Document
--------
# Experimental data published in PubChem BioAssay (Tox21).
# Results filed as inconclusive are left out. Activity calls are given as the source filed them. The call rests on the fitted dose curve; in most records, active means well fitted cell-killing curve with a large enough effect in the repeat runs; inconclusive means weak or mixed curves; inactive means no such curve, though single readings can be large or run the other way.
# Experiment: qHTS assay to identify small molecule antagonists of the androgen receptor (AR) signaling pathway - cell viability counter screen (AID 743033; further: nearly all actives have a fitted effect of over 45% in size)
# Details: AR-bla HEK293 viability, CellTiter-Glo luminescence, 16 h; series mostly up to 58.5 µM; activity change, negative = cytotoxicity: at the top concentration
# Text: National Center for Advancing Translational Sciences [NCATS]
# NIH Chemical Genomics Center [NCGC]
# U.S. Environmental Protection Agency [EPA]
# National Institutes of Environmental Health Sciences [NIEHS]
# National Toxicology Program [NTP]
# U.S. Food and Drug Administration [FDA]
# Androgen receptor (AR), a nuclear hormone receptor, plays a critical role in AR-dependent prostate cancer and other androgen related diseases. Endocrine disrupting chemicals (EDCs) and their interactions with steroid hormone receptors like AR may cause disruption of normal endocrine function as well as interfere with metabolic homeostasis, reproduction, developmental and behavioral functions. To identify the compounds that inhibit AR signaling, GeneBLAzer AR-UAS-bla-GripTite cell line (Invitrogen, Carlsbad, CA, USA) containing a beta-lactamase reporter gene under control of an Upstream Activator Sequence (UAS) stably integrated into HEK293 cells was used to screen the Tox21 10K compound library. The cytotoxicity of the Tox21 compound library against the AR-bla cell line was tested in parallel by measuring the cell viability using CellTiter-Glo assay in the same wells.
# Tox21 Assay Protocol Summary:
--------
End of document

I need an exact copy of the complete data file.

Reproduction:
# Experimental data published in PubChem BioAssay (Tox21).
# Results filed as inconclusive are left out. Activity calls are given as the source filed them. The call rests on the fitted dose curve; in most records, active means well fitted cell-killing curve with a large enough effect in the repeat runs; inconclusive means weak or mixed curves; inactive means no such curve, though single readings can be large or run the other way.
# Experiment: qHTS assay to identify small molecule antagonists of the androgen receptor (AR) signaling pathway - cell viability counter screen (AID 743033; further: nearly all actives have a fitted effect of over 45% in size)
# Details: AR-bla HEK293 viability, CellTiter-Glo luminescence, 16 h; series mostly up to 58.5 µM; activity change, negative = cytotoxicity: at the top concentration
# Text: National Center for Advancing Translational Sciences [NCATS]
# NIH Chemical Genomics Center [NCGC]
# U.S. Environmental Protection Agency [EPA]
# National Institutes of Environmental Health Sciences [NIEHS]
# National Toxicology Program [NTP]
# U.S. Food and Drug Administration [FDA]
# Androgen receptor (AR), a nuclear hormone receptor, plays a critical role in AR-dependent prostate cancer and other androgen related diseases. Endocrine disrupting chemicals (EDCs) and their interactions with steroid hormone receptors like AR may cause disruption of normal endocrine function as well as interfere with metabolic homeostasis, reproduction, developmental and behavioral functions. To identify the compounds that inhibit AR signaling, GeneBLAzer AR-UAS-bla-GripTite cell line (Invitrogen, Carlsbad, CA, USA) containing a beta-lactamase reporter gene under control of an Upstream Activator Sequence (UAS) stably integrated into HEK293 cells was used to screen the Tox21 10K compound library. The cytotoxicity of the Tox21 compound library against the AR-bla cell line was tested in parallel by measuring the cell viability using CellTiter-Glo assay in the same wells.
# Tox21 Assay Protocol Summary: